Wisconsin's prescription drug program for seniors is available to those 65 and older. A democratic lawmaker wants to lower that age so more people can participate.
Ninety-one thousand Wisconsin residents are enrolled in SeniorCare. That number could grow because of demographics and a proposed change in who is eligible. Democratic Senator Tim Carpenter of Milwaukee is suggesting that 62 year olds be allowed to get prescription drug benefits through the popular program.
Carpenter points out that Wisconsin has a higher percentage of elderly persons than the national average, and the faltering economy has left some older workers unable to find jobs. At the same time, they are too young for Medicare's health benefits. "I've run into a lot of people who have lost their jobs that are over 50, late 50s and early 60s they're struggling to find jobs and health care things of that nature.”
SeniorCare is the state's alternative to the federal Medicare prescription drug program. It is the only such program in the U.S. and Wisconsin needs a federal waiver to continue SeniorCare. The Coalition of Wisconsin Aging Groups has worked to keep the program intact.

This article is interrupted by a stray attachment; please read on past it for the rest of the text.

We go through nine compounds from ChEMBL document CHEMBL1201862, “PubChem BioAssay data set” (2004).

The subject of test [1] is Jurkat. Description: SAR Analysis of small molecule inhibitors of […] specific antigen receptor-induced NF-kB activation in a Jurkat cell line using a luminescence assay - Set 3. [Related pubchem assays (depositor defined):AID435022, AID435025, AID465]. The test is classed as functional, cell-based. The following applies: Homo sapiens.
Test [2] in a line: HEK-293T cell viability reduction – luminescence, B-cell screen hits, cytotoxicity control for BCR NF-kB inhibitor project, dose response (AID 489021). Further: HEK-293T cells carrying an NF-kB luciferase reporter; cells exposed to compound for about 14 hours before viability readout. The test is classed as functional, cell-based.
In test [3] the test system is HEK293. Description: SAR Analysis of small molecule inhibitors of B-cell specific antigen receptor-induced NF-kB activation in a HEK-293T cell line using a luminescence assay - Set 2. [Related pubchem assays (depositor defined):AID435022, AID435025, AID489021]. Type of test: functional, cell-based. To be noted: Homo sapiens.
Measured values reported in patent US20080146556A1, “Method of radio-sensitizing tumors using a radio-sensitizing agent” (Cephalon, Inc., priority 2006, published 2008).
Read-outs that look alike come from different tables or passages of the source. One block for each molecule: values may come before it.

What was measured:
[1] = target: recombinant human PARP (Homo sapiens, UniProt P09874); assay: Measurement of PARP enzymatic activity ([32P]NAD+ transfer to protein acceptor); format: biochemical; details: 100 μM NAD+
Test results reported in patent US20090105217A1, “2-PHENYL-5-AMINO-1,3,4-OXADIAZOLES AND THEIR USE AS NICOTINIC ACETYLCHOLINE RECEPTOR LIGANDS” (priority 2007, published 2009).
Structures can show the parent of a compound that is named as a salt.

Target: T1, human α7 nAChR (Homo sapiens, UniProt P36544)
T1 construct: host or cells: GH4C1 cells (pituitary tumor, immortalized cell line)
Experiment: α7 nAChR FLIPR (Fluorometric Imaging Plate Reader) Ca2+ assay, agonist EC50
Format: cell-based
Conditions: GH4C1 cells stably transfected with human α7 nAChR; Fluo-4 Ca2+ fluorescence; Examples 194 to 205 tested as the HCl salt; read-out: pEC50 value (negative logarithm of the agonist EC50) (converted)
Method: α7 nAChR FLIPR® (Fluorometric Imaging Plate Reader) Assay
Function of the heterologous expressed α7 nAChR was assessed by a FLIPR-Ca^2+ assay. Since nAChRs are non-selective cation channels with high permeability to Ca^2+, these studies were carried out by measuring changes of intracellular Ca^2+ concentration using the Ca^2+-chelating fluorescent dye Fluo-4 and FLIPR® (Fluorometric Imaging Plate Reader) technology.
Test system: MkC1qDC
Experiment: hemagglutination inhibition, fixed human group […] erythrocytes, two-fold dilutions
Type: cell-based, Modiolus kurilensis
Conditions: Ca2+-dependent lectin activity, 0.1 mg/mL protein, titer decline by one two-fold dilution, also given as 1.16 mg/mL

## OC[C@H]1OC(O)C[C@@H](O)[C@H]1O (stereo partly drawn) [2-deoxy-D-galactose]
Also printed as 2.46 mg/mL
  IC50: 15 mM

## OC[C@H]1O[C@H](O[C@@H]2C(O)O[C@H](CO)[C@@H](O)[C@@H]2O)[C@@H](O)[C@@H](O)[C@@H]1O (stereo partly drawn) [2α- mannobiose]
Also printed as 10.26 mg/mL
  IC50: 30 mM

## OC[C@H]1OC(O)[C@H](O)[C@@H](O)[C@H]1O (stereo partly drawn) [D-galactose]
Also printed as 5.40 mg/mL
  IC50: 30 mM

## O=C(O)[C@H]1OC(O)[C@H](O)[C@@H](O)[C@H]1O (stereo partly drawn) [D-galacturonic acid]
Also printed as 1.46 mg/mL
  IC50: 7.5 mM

Executive director Nino Amato is receptive to the idea of allowing younger person to access lower cost medication. "Quite frankly I think the Senator's [Carpenter's] proposal has merit. The question is, how do you get those dollars?"
The SeniorCare program had a $20 million surplus two years ago, but tight finances have prompted proposals to use the money elsewhere in the state budget.